“You definitely look at what Tyus and Jahlil were able to do with their package deal,” said Giles, the No. 1 overall player in the ESPN 100. “That’s the story we all want to have and it just made it more real to see it. I feel like their whole situation opened a lot of players’ eyes. I definitely hear a lot more about package deals now.”

The execution of said package deals, however, takes “a lot of planning and sacrifice,” according to Jones.

“In the recruitment process you almost always do what’s best for you,” said Jones, who was drafted No. 24 by the Cleveland Cavaliers then traded to the Minnesota Timberwolves in the 2015 NBA Draft. “But when you’re a package you have to do what’s right for both of you. You have to go somewhere where you both can flourish. The biggest part of it, if you’re serious, is to get your families involved. That makes it real.”

Jones’ mother, Debbie Jones, said their two families were “constantly in contact” throughout the process.

“It was a lot more in the last few months,” Debbie said. “We were taking visits together, having conference calls and laying out the likes and dislikes constantly. I think that’s the best way because you can really see if you’re looking for the same things. That’s very important. And timing is everything.”

Giles’ and Tatum’s families are already in talks, it’s the timing that may be an issue.

Tatum committed to Duke on July 12, eliminating the element of surprise if Giles chooses to stick with the initial plan.

“It’s definitely still a possibility,” Giles said of teaming up with Tatum. “My man Jay had to do what he had to do because he felt the time was right. I understood. I’m definitely looking at the other schools on my list just as hard though. We’ll see what happens. We’re best friends so I literally talk or text with him a few times a day.”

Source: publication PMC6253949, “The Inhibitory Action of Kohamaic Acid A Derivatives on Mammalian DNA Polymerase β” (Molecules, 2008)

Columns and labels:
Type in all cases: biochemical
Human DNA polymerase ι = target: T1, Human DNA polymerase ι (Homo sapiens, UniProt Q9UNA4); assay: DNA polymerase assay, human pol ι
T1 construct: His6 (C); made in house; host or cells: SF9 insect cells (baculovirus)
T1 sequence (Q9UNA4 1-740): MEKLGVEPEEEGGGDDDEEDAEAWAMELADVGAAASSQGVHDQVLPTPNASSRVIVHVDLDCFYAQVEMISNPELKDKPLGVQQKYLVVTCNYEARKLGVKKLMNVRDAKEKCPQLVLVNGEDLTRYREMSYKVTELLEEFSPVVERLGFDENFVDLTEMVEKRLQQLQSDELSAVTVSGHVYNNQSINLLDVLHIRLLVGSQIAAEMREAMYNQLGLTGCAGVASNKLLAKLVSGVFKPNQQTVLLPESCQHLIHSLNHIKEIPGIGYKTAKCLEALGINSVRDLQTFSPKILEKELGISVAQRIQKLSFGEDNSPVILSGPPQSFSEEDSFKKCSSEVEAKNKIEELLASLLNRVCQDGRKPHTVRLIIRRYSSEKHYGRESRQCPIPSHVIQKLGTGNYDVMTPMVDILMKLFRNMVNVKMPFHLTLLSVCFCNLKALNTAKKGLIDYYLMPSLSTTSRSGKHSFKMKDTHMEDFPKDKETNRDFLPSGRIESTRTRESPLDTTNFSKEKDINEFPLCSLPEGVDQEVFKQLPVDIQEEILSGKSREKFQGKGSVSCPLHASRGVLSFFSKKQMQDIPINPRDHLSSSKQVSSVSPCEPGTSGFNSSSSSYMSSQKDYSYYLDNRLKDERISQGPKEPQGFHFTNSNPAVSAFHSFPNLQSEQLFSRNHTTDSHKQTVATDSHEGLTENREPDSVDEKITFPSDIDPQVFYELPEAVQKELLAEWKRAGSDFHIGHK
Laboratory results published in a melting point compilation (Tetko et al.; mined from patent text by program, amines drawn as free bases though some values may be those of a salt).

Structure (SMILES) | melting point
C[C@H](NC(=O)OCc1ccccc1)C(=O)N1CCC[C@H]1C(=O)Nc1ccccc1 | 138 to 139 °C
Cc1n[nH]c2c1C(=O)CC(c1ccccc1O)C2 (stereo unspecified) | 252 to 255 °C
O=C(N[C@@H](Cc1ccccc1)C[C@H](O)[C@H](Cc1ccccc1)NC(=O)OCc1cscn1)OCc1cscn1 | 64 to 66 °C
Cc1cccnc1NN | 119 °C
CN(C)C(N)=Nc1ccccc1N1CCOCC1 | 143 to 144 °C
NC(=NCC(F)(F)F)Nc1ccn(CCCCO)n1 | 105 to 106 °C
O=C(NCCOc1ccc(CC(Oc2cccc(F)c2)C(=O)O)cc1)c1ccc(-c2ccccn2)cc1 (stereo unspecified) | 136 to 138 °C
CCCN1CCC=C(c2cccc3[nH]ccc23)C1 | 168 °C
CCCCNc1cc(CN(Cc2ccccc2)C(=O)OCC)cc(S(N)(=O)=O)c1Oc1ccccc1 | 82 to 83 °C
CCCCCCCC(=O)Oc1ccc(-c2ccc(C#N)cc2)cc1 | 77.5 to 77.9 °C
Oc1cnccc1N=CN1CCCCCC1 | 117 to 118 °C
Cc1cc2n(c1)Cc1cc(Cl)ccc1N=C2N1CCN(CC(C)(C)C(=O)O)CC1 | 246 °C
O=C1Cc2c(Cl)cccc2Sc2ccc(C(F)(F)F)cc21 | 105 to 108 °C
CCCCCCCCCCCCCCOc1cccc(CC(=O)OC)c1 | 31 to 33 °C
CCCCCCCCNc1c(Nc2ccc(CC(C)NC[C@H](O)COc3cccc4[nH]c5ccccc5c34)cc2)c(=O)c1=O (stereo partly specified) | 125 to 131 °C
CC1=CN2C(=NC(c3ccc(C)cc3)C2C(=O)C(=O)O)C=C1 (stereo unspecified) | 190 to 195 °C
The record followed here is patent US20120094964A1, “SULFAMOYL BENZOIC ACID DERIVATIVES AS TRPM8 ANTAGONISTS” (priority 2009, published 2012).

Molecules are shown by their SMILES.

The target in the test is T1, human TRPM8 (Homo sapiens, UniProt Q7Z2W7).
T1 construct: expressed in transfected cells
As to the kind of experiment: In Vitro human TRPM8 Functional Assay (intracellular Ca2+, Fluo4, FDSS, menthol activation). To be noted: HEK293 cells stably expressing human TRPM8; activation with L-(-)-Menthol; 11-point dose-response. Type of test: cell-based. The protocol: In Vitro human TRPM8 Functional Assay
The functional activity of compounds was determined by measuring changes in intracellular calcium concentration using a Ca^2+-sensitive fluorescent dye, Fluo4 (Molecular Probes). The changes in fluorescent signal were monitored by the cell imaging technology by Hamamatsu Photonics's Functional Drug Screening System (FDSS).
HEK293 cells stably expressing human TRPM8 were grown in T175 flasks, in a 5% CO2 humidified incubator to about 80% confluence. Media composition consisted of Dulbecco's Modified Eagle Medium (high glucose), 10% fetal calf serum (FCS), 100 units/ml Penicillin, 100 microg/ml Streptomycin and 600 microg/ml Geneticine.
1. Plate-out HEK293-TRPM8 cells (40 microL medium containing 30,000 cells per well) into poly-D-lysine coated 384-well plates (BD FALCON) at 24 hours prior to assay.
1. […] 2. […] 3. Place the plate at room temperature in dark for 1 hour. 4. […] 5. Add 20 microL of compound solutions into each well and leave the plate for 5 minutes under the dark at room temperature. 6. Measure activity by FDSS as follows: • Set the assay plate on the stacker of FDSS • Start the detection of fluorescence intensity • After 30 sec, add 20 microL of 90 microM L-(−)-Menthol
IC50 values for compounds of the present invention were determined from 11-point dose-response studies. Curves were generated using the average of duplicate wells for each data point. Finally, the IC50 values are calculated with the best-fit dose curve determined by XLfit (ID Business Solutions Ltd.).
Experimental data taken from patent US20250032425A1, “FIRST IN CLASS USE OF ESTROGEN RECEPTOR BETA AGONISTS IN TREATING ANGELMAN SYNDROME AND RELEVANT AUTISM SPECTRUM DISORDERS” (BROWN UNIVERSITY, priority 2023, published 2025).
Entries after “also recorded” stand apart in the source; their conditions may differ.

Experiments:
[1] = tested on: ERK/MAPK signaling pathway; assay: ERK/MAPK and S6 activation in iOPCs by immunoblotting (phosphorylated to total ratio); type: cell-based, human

Dennis Smith Jr., the No. 1 point guard in the ESPN 100, said that constant player-to-player communication is the most important part in the execution of a package deal.

“I think package deals get more serious when players are talking about it amongst themselves all the time,” said Smith, who has also been in talks with Tatum and Giles about teaming up. “When you’re constantly talking to the same two guys about playing together and see what other guys have done in the past by teaming up in college it makes it way more serious.”

Trent and Carter, both rising juniors, initially made their pact to join forces in college over an ice bath while running with the USA U16 National team.

Young and Porter have even set up their list of potential colleges based on who wants them both.

“We let the coaches know,” Young said. “We’re like brothers. We know each other’s tendencies on the court. It’s the perfect match.”

Still, Tyus Jones said, in the end, package deals are all about the right fit in more ways than one.

“You just have to be committed to the plan,” Jones said. “And it’s got to be beneficial to the both of you. Ideally, you want a situation where both of you are needed, where you can produce and where the coaches really and truly believe that you guys’ chemistry will help the team win.”

The perfect package indeed.

Follow Jason Jordan on Twitter: @JayJayUSATODAY